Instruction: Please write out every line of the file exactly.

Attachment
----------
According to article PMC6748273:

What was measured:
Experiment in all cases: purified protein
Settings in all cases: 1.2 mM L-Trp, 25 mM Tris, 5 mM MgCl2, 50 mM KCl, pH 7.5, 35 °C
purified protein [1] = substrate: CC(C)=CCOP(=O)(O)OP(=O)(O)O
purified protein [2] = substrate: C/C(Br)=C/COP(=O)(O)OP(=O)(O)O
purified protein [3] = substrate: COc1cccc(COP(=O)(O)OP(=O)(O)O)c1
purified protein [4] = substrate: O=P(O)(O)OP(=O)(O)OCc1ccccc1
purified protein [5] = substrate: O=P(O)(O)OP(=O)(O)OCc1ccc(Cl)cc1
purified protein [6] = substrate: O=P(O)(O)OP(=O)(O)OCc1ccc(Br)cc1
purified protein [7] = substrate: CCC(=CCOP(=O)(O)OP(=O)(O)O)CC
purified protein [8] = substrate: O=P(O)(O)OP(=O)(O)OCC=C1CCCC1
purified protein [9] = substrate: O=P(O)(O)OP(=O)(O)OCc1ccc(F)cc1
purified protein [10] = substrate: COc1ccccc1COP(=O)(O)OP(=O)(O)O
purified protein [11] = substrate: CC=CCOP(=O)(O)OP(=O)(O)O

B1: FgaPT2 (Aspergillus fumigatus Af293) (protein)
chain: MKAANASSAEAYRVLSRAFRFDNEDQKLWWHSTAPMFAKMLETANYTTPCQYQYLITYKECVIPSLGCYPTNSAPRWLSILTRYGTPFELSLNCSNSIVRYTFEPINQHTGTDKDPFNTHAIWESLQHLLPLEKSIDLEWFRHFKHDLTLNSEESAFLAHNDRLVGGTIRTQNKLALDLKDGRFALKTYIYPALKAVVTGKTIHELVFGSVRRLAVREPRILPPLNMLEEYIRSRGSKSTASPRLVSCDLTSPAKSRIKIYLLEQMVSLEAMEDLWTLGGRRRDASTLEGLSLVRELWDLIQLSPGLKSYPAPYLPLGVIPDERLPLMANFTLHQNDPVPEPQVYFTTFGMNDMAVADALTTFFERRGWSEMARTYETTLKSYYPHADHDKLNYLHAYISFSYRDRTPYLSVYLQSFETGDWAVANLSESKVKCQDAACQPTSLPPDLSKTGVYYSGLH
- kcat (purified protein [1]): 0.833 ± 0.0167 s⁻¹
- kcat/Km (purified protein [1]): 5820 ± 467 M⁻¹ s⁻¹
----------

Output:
According to article PMC6748273:

What was measured:
Experiment in all cases: purified protein
Settings in all cases: 1.2 mM L-Trp, 25 mM Tris, 5 mM MgCl2, 50 mM KCl, pH 7.5, 35 °C
purified protein [1] = substrate: CC(C)=CCOP(=O)(O)OP(=O)(O)O
purified protein [2] = substrate: C/C(Br)=C/COP(=O)(O)OP(=O)(O)O
purified protein [3] = substrate: COc1cccc(COP(=O)(O)OP(=O)(O)O)c1
purified protein [4] = substrate: O=P(O)(O)OP(=O)(O)OCc1ccccc1
purified protein [5] = substrate: O=P(O)(O)OP(=O)(O)OCc1ccc(Cl)cc1
purified protein [6] = substrate: O=P(O)(O)OP(=O)(O)OCc1ccc(Br)cc1
purified protein [7] = substrate: CCC(=CCOP(=O)(O)OP(=O)(O)O)CC
purified protein [8] = substrate: O=P(O)(O)OP(=O)(O)OCC=C1CCCC1
purified protein [9] = substrate: O=P(O)(O)OP(=O)(O)OCc1ccc(F)cc1
purified protein [10] = substrate: COc1ccccc1COP(=O)(O)OP(=O)(O)O
purified protein [11] = substrate: CC=CCOP(=O)(O)OP(=O)(O)O

B1: FgaPT2 (Aspergillus fumigatus Af293) (protein)
chain: MKAANASSAEAYRVLSRAFRFDNEDQKLWWHSTAPMFAKMLETANYTTPCQYQYLITYKECVIPSLGCYPTNSAPRWLSILTRYGTPFELSLNCSNSIVRYTFEPINQHTGTDKDPFNTHAIWESLQHLLPLEKSIDLEWFRHFKHDLTLNSEESAFLAHNDRLVGGTIRTQNKLALDLKDGRFALKTYIYPALKAVVTGKTIHELVFGSVRRLAVREPRILPPLNMLEEYIRSRGSKSTASPRLVSCDLTSPAKSRIKIYLLEQMVSLEAMEDLWTLGGRRRDASTLEGLSLVRELWDLIQLSPGLKSYPAPYLPLGVIPDERLPLMANFTLHQNDPVPEPQVYFTTFGMNDMAVADALTTFFERRGWSEMARTYETTLKSYYPHADHDKLNYLHAYISFSYRDRTPYLSVYLQSFETGDWAVANLSESKVKCQDAACQPTSLPPDLSKTGVYYSGLH
- kcat (purified protein [1]): 0.833 ± 0.0167 s⁻¹
- kcat/Km (purified protein [1]): 5820 ± 467 M⁻¹ s⁻¹